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Ronan's report

Wednesday 01 October, 2014

New fishing techniques are often hard to find, I think. Usually it takes a lot of fishing experience and a lot of time to improve, change and re-change before its really working well.

In coastal Sea trout fishing I have gone thru this process for about 25 years now. Always I was trying to find a more effective technique and a better strategy to catch more and also bigger Sea trout. Pretty often I was told about 80% in succeeding to catch a Sea trout would be about being in the right fishing spot at the right time. You know the secret HOT SPOT stuff... ;)

This I find an interesting thought, but it doesn't match with my experience. Not even close! Instead I believe in finding the best technique to catch those fish being around in whatever spot is the best way to go.

It seems fair to say, that most coastal anglers here don't change their fishing technique much during the whole season. Maybe it would need more fishing time to get more used to the current technique and then being more open minded to fish and try different techniques. Time, which only few of us can spent in fishing. This year I again tried a pretty different fishing technique compared to what I have come across along the coast here yet:

I was constantly fishing sinking lines in sink rates 4 to 7. Sink 7 no doubt makes my significant leaded fly sink very fast. And fishing such typical shallow spots in the range of 1-2m water depth means I have to strip the fly extremely fast to not hit the ground. But the huge advantage is my fly then will move DEEP and FAST. Both these (key) factors are among the most important ones in many Sea trout situations as I have experienced it often.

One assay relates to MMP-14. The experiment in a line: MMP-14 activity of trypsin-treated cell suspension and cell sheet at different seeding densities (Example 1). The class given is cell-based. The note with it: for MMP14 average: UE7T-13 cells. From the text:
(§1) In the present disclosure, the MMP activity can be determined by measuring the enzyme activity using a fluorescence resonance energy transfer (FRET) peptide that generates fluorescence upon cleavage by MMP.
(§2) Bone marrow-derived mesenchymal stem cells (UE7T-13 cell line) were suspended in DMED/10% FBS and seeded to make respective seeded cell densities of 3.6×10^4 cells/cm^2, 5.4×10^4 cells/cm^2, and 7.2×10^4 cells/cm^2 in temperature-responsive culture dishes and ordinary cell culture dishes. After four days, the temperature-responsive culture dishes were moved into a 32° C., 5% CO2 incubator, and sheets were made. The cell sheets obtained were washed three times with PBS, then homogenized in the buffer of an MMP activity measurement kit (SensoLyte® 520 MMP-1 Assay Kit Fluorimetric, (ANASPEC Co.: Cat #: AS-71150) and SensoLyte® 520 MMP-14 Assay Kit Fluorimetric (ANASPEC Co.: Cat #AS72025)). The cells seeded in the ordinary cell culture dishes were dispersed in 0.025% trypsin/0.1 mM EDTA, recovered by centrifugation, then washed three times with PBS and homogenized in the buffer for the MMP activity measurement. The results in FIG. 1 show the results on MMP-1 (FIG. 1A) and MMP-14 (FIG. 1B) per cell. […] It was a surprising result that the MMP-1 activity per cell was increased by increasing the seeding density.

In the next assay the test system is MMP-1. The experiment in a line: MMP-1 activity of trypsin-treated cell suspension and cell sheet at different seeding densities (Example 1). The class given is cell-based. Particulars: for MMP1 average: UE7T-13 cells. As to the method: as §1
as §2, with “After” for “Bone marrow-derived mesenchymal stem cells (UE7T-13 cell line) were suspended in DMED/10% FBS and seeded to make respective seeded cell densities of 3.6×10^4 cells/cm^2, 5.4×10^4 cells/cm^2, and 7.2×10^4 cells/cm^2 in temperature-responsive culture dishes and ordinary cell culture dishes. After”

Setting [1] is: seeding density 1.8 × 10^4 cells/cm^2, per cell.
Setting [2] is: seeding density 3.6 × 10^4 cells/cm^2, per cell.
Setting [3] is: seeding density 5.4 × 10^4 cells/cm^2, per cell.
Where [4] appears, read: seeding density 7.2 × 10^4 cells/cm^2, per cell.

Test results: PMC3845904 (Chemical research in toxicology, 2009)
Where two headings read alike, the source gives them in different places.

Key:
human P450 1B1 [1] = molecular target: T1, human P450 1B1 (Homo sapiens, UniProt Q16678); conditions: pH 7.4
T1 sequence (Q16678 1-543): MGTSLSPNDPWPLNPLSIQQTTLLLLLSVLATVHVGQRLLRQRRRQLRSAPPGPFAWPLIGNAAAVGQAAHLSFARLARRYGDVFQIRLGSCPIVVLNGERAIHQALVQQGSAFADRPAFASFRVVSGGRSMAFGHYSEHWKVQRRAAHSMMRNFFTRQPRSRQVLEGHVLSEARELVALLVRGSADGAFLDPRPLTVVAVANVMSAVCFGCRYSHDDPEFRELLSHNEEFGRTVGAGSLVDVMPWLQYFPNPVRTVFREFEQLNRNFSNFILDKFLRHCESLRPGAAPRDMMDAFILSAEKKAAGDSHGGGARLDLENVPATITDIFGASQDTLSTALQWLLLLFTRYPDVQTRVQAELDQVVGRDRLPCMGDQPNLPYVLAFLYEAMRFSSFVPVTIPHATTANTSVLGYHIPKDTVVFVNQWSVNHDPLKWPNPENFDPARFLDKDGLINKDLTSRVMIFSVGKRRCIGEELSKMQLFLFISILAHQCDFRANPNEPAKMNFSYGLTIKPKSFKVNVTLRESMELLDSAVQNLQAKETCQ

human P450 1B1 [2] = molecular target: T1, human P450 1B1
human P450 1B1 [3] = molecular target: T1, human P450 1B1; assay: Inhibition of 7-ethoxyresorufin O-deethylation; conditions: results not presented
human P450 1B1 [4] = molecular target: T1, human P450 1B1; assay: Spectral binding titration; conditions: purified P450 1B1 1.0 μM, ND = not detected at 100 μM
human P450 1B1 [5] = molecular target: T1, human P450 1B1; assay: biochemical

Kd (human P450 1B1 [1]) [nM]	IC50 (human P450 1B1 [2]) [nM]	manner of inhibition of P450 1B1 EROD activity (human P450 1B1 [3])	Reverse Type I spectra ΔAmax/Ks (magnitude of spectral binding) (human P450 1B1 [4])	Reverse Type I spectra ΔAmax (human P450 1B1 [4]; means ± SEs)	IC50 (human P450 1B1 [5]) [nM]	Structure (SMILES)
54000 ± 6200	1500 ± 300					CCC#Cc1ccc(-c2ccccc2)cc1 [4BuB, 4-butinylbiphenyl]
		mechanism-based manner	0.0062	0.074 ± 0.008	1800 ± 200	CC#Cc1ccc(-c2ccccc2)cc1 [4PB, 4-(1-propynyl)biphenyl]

There are also other advantages: Casting such a heavy sinking line in mostly significant windy conditions makes it (the casting) much easier (compared to floating lines for example).

I think quite a large number of coastal fly fishermen would tell me about a sink 7 fly line being nonsense to fish it in 90% of the spots here. And that's fair. It needs a hell lot of practise to get the retrieving technique fast enough to not steadily hook up in the ground. But once I could combine deep and fast, I caught a serious number of fish - big ones inbetween.

No doubt such a technique isn't meant to offer anything relaxed to a beginner. But who knows it might offer a fantastic Sea trout to some of you experienced coastal fly fishermen?

If so, send me a picture please! ;)

Any new techniques (for whatever species of fish) you added to your tool box lately?

All my best


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